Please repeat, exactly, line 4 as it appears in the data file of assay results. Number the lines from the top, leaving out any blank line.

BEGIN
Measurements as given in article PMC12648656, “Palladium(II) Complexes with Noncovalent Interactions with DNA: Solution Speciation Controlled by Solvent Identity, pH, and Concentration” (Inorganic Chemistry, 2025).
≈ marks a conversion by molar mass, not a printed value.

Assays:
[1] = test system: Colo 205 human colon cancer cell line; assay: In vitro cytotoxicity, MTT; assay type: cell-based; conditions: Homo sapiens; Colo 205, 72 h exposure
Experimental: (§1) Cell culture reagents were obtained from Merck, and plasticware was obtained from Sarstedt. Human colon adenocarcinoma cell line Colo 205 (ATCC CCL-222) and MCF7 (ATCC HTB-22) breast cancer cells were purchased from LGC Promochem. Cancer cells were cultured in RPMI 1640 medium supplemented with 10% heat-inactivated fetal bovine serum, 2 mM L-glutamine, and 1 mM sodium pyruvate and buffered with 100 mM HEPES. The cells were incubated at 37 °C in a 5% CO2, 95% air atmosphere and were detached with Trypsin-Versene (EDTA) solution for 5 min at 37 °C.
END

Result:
[1] = test system: Colo 205 human colon cancer cell line; assay: In vitro cytotoxicity, MTT; assay type: cell-based; conditions: Homo sapiens; Colo 205, 72 h exposure